The Court of Arbitration for Sports (CAS) will soon hear Russia’s appeal on its four-year Olympic ban as it was formally referred by the World Anti-Doping Agency (WADA).
According to reports, Russia’s Anti-Doping Agency (RUSADA) was restricted last month following an alleged manipulation of doping data.
United Nations Educational, Scientific and Cultural Organization (UNESCO) defined ‘Doping’ as an athlete’s use of prohibited drugs or methods to improve training and sporting results.
The imposed ban prohibits Russian athletes in competing at giant Olympics unless proven that they are “neutral” competitors and not implicated in doping cover-ups.
There are likewise limitations on the country to facilitate some major sports events, and worse, its flag and anthem to be showcased in the upcoming Tokyo 2020 Olympics and Paralympic Games and football’s 2022 World Cup in Qatar.
Since 2015, Russia has been barred from contending as a nation in athletics due to vast corruption that led to state-sponsored doping scandal, declaring it as non-compliant with data requirements set by WADA.
But it was controversially reinstated by the global agency two years ago with claims that RUSADA has agreed to release data from its Moscow laboratory for the covered years.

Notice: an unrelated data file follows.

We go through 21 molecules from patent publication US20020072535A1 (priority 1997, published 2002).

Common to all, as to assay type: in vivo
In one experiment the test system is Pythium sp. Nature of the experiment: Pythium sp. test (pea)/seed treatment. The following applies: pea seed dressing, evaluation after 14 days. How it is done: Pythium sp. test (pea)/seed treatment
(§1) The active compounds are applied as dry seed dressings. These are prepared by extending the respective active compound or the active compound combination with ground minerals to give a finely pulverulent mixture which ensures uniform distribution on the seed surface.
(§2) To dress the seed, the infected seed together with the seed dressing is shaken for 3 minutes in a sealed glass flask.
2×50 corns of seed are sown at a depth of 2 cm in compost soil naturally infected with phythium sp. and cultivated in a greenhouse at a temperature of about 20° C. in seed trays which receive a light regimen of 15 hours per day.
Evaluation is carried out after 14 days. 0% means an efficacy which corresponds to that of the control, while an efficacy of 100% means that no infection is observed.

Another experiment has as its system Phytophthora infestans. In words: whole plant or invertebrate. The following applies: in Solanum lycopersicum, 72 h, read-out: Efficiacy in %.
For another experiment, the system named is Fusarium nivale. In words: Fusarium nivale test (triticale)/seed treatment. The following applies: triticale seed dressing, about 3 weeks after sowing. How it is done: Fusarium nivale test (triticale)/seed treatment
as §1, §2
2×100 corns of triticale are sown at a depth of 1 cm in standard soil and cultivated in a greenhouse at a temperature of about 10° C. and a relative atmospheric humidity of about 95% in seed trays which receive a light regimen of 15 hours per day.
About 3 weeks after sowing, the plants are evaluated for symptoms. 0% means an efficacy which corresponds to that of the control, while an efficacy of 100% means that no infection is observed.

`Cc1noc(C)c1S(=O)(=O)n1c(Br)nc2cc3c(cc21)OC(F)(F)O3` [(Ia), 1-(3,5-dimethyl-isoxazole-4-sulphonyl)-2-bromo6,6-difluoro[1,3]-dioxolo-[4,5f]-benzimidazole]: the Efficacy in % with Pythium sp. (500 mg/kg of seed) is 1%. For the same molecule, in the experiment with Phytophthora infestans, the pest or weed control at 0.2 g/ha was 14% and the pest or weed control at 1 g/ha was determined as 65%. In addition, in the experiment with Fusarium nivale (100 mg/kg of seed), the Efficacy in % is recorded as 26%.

These data were said to “finally resolve and draw a line under the allegations of a systematic conspiracy to dope Russian athletes; ensure that any Russian athletes who had tested positive could be punished; and guarantee that innocent Russian athletes could be cleared of suspicion.”
Meanwhile, Russia’s complicated case is set to be represented by at least three legal groups including Rusada, Russian Olympic Committee (ROC) and the Russian Paralympic Committee (RPC).
In comments to state news agency Tass, ROC president Stanislav Pozdnyakov said they are “hoping for an honest and fair ruling in relation to those issues” they disagree with.